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further discussion of Don Alonso de Velasco in the GALLERY exhibit on the “Velasco Map” of 1610/11

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an IN BRIEF biography of Sir Robert Cecil, secretary of state under Elizabeth I and James I, and a “pensioner” of the Spanish court, receiving payouts from the Spanish ambassadors, Zuñiga and Velasco

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an IN BRIEF biography of England’s King James I

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an IN BRIEF biography of Don Diego Sarmiento de Acuña, Count de Gondomar, Spanish ambassador to the court of James I of England from 1613–1618

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more on Margaret Cavendish in the PLAYERS section

“caricatured in Ben Jonson’s popular play”

Margaret Cavendish makes the identification in her work of science fiction, The Description of a New World, Called The Blazing World (1666, 1668):

... and since she had a great desire to know the condition of the World she came from, her request to the Spirits was, To give her some Information thereof, especially of those parts of the World where she was born, bred, and educated; as also of her particular friends and acquaintance: all which, the Spirits did according to her desire. At last, after a great many conferences and particular intelligences, which the Spirits gave the Empress, to her great satisfaction and content; she enquired after the most famous Students, Writers, and Experimental Philosophers in that World, which they gave her a full relation of: amongst the rest she enquired, Whether there were none that had found out yet the Jews Cabbala? Several have endeavoured it, answered the Spirits, but those that came nearest (although themselves denied it) were one Dr. Dee, and one Edward Kelly, the one representing Moses, and the other Aaron; for Kelly was to Dr. Dee, as Aaron to Moses; but yet they proved at last but mere Cheats; and were described by one of their own Country-men, a famous Poet, named Ben. Johnson, in a Play call’d, The Alchymist, where he expressed Kelly by Capt. Face, and Dee by Dr. Subtle, and their two wives by Doll Common, and the Widow; by the Spaniard in the Play, he meant the Spanish Ambassador, and by Sir Epicure Mammon, a Polish Lord. The Empress remembred that she had seen the Play, and asked the Spirits, whom he meant by the name of Ananias? Some Zealous Brethren, answered they, in Holland, Germany, and several other places. Then she asked them, Who was meant by the Druggist? Truly, answered the Spirits, We have forgot, it being so long since it was made and acted.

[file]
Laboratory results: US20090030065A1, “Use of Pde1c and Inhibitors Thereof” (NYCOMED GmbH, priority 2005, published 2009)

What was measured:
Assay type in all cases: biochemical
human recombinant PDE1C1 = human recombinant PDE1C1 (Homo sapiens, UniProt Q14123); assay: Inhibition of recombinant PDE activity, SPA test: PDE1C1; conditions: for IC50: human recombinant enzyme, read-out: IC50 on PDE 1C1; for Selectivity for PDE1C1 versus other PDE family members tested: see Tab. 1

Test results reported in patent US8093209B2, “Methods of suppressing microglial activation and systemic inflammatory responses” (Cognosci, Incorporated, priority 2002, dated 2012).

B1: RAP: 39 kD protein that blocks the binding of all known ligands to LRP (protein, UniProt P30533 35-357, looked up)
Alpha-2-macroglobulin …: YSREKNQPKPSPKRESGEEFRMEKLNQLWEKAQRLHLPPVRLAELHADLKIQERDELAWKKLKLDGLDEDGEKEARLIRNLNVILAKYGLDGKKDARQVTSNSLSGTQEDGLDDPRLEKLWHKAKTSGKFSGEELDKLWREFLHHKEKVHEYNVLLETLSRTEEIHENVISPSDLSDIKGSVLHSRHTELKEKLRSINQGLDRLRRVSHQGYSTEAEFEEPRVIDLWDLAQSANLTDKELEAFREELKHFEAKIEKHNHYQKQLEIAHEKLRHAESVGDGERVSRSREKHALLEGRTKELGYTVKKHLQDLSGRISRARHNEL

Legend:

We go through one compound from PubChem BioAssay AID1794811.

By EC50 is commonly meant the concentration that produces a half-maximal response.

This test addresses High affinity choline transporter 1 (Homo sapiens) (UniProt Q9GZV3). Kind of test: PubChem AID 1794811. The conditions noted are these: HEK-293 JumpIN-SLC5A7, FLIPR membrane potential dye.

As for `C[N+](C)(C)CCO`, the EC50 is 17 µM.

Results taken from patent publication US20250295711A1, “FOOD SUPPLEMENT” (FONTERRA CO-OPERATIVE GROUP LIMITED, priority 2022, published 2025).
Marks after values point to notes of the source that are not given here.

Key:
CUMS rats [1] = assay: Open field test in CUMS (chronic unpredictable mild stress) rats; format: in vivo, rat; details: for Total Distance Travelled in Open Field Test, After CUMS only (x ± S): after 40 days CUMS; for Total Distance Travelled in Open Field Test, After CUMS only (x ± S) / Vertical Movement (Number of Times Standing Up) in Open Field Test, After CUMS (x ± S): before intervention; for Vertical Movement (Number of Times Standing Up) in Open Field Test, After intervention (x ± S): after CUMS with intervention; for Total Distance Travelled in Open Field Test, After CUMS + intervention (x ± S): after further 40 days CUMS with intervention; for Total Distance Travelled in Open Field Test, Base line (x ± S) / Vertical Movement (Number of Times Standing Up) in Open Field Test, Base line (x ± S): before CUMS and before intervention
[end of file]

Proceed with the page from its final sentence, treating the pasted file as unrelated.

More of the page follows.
(The Blazing World 65–6)

Since Jonson’s Alchemist dates from 1610, I suspect the Spanish ambassador referred to was Zuñiga (Velasco succeeded Zuñiga as ambassador about May, 1610).

return to introductory note

“(See also Abbot’s letter of August 3, 1612, in sketch of Velasco.)”

Brown here refers to the brief biographical sketch of Don Alonso de Velasco, which reads in full:

Ambassador from Spain to the court of London, 1610–13. August 3, 1612, George Abbot, Archbishop of Canterbury, wrote from Croydon to King James: “Zuñiga has removed to the house of the Lieger Ambassador, Alonzo de Velasquez, in the Barbican, that he may more freely transact his secret business. Velasquez [Velasco] has been more free with his masses, having a bell rung and holding several in the day. He sends scandalous reports of English affairs to Spain and Italy. The King of Spain has an advantage in England, because he can avail himself of discontented Catholics. The proffered courtesies of the Queen of France should be received with suspicion, as she is guided by Villeroy and Sillery, both under Spanish influence.”

(Brown, II:1037)